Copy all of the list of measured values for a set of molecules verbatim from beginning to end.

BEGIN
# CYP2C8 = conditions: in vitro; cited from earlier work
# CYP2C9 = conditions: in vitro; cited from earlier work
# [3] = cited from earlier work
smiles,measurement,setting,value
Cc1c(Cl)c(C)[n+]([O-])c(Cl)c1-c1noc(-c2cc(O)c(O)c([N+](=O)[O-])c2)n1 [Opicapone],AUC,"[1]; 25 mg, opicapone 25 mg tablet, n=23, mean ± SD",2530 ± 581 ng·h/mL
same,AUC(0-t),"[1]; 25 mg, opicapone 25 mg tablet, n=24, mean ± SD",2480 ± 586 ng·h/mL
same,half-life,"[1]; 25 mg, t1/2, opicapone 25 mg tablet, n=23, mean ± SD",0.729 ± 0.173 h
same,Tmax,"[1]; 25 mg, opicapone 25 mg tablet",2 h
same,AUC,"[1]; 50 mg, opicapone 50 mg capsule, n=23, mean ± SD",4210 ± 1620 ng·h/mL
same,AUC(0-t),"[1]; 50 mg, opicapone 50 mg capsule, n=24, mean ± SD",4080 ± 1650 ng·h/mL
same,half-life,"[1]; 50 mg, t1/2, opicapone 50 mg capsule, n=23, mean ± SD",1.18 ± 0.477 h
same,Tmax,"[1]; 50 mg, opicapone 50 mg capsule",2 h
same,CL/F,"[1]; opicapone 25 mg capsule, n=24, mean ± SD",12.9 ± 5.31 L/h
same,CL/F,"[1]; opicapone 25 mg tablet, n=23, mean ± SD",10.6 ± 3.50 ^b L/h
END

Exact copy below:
# CYP2C8 = conditions: in vitro; cited from earlier work
# CYP2C9 = conditions: in vitro; cited from earlier work
# [3] = cited from earlier work
smiles,measurement,setting,value
Cc1c(Cl)c(C)[n+]([O-])c(Cl)c1-c1noc(-c2cc(O)c(O)c([N+](=O)[O-])c2)n1 [Opicapone],AUC,"[1]; 25 mg, opicapone 25 mg tablet, n=23, mean ± SD",2530 ± 581 ng·h/mL
same,AUC(0-t),"[1]; 25 mg, opicapone 25 mg tablet, n=24, mean ± SD",2480 ± 586 ng·h/mL
same,half-life,"[1]; 25 mg, t1/2, opicapone 25 mg tablet, n=23, mean ± SD",0.729 ± 0.173 h
same,Tmax,"[1]; 25 mg, opicapone 25 mg tablet",2 h
same,AUC,"[1]; 50 mg, opicapone 50 mg capsule, n=23, mean ± SD",4210 ± 1620 ng·h/mL
same,AUC(0-t),"[1]; 50 mg, opicapone 50 mg capsule, n=24, mean ± SD",4080 ± 1650 ng·h/mL
same,half-life,"[1]; 50 mg, t1/2, opicapone 50 mg capsule, n=23, mean ± SD",1.18 ± 0.477 h
same,Tmax,"[1]; 50 mg, opicapone 50 mg capsule",2 h
same,CL/F,"[1]; opicapone 25 mg capsule, n=24, mean ± SD",12.9 ± 5.31 L/h
same,CL/F,"[1]; opicapone 25 mg tablet, n=23, mean ± SD",10.6 ± 3.50 ^b L/h